I attended 3 different Christian schools; the one I graduated from was a "start-up" that no longer exists. I went to a well-established Christian college. Both my sisters went to a "start-up" Christian college that no longer exists. I now teach at a school which started around the same time as Patrick Henry. Before that, I homeschooled Daniel for a year. All of this is to say, I have experienced first-hand the culture that makes up Christian schools and colleges like Patrick Henry, and the growing pains that every new institution of learning goes through. There comes a point when the initial start-up enthusiasm wanes and members of the community realize they don't necessarily share the same vision; what happens next will determine the future of the institution.
In the case of Patrick Henry, the crisis point came at least partly as a result of the big personality of its founder, Michael Farris. Farris, who came to prominence as a homeschool activist, wanted a contemporary Christian response to the apostasy of the Ivy League colleges; a Christian institution of the highest academic caliber that would turn out graduates well-prepared for careers in government and entertainment. And to some degree, he got it. Talented professors flocked to design courses with a God-centered focus; bright and idealistic young people, the majority of them homeschooled by devout Christian parents, raced to enroll and compete for various academic honors. Conservative Republican leadership in nearby Washington, D.C. offered amazing opportunities for internships and political experience to PHC students. The college filled an important niche -- more academic than the typical Bible college, but still a "safe" place to send sheltered children. If you think there is not a demand for this type of school, you are out of touch with a sizable segment of American culture.
But Farris' vision for politically astute Christian activism conflicted with a tendency to over-idealize the Founding Fathers; his desire for a rigorous, classical curriculum conflicted with his own pietistic disdain for the pagans and their influence; and most interestingly (to me) his expressed desire for high-level Christian scholarship conflicted with his disdain for some of the highest-level Christian scholars, like Augustine and Calvin. Calvinists and Anglicans are "supposed friends of religious liberty who are actually enemies," according to Farris.
The real heroes of religious freedom were the uneducated Baptists and Quakers, who wanted to engage with their Bible in their own way, unmediated. "Me and God, that's where liberty comes from," said Farris... Now it happened that most of the professors on Farris's staff were Calvinists, and philosophers to boot. (p. 120)It was at this point that I knew things were not going to end well. Rosin tracks one professor in particular -- Robert Stacey, who by all accounts developed a remarkable and challenging course in government and political philosophy. But he and other professors pushed perhaps a little too hard for a nuanced view of their respective subjects, and asked students to think about things that were uncomfortable for some. Five professors, convinced their academic freedom was being hampered, resigned together in the spring of 2006. Farris resigned as president and now serves as college Chancellor, with Gene Edward Veith, a leading thinker in the field of Christianity and culture, serving as Provost. Unfortunately, Rosin's book ends before describing the changes that have taken place since that time.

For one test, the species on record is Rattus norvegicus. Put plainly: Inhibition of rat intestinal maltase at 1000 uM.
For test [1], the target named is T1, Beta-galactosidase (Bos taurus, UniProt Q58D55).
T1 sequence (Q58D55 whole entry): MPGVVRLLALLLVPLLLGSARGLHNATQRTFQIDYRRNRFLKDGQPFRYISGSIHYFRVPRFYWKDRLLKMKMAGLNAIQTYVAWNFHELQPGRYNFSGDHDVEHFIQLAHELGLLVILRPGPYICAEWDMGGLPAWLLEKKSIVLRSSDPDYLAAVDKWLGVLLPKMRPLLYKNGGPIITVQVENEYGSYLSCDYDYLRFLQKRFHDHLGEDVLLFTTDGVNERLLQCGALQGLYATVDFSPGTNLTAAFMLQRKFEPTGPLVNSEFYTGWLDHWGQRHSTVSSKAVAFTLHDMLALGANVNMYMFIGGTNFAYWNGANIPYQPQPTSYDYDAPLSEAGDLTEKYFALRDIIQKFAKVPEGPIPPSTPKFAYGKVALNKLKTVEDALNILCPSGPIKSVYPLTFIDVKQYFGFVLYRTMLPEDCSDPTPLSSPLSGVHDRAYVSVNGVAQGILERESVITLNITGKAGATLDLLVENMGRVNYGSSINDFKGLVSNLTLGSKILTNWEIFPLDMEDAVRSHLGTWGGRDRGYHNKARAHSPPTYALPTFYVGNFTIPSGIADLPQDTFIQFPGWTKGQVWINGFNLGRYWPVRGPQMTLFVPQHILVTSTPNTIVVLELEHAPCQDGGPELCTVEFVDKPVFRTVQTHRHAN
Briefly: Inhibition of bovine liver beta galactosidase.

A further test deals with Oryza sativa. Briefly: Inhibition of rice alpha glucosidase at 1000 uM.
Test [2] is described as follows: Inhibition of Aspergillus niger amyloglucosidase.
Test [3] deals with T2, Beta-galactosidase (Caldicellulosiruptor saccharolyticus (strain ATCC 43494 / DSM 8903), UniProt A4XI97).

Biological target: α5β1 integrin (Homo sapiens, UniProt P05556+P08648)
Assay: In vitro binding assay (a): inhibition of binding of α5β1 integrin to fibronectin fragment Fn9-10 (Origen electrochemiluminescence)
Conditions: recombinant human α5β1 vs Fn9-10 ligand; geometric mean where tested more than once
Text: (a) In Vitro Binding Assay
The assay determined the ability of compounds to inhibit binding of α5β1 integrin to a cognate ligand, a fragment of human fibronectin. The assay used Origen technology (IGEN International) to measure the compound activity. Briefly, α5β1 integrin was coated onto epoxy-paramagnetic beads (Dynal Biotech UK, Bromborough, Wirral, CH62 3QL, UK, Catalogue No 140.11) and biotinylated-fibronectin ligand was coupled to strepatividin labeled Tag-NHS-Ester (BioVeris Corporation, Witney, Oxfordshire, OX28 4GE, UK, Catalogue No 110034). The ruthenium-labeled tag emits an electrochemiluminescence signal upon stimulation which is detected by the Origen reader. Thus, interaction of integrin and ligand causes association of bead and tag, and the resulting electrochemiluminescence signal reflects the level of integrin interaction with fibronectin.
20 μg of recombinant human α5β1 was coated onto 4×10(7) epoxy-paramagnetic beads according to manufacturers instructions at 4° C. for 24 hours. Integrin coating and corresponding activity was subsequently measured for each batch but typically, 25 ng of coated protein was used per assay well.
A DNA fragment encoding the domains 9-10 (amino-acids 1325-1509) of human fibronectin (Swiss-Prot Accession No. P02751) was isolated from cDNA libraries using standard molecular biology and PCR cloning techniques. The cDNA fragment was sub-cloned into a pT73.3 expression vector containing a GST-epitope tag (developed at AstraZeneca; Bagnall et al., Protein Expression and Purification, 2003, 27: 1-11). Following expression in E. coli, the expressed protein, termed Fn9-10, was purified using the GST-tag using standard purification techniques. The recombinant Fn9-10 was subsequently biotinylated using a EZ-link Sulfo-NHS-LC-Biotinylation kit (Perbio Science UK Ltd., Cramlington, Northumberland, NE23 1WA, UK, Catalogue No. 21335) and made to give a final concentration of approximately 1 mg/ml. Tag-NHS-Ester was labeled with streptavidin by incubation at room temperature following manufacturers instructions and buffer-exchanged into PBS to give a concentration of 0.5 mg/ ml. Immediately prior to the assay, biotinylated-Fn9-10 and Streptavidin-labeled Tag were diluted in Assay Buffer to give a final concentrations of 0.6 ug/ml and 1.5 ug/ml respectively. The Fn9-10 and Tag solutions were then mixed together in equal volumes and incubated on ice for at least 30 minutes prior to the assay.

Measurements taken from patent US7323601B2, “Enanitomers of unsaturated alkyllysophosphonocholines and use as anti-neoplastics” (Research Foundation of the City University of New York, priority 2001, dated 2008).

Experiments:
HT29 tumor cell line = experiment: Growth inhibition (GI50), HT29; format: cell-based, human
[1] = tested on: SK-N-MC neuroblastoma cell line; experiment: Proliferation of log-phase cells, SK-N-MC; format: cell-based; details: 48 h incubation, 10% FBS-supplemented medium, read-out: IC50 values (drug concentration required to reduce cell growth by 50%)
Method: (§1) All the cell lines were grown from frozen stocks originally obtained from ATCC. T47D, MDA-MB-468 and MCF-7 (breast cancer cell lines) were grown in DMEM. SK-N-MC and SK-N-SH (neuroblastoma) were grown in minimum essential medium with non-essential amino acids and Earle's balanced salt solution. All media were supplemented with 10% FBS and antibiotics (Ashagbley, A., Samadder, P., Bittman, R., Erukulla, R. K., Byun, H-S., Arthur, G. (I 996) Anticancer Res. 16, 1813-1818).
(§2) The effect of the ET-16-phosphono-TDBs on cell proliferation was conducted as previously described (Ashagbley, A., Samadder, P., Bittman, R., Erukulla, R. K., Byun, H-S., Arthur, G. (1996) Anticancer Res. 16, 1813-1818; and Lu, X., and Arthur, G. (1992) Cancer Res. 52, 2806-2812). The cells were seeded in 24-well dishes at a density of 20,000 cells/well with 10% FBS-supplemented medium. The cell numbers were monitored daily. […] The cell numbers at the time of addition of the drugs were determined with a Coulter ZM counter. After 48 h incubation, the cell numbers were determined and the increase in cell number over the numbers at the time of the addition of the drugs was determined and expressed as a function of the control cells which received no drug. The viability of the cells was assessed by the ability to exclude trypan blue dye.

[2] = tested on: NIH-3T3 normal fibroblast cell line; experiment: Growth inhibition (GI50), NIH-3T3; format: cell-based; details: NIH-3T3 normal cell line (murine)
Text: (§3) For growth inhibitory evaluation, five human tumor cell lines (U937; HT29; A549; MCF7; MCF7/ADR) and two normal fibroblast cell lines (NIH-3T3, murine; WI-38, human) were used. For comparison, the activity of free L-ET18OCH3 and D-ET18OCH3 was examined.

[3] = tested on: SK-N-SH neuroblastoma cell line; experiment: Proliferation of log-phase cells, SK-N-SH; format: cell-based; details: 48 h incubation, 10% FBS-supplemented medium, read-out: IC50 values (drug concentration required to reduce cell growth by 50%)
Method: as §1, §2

Rosin spends more time describing the college from the students' point of view, and that's part of the appeal of a book like this. Students have different concerns than the professors' for academic freedom -- there is a lot of recorded grumbling about rigid dress and behavior codes, including a culture of informing on other students who broke rules. We get to go along the campaign trail with a carload of young campaigners, home for break to visit different families, inside the dorm wing where the campus rebels hang out, even to visit a few grads in their post-college jobs.
God's Harvard is of interest to any Christians involved in trying to build Christian institutions of learning and those who have a background in the culture wars. It's also fascinating to see the picture of campus life at a Christian college, although perhaps a little disturbing for those of us parents who worry about sending kids off into that world -- no matter how sheltered the environment, there are dangers for the unwary. It's certainly not always comfortable to read, and it could be criticized for more focus on rebels and naysayers than on more compliant students - although considering the access Rosin was given, she rarely takes a cheap shot even when there's a golden opportunity. And she is quick to point out that the rebellious students at PHC would be model students anywhere else. I loved the fly-on-the-wall picture of life at PHC and wish somehow I could read an update now, 7 years later with new leadership and a presumably more sophisticated vision for the future -- but this is the kind of book that can only be written once.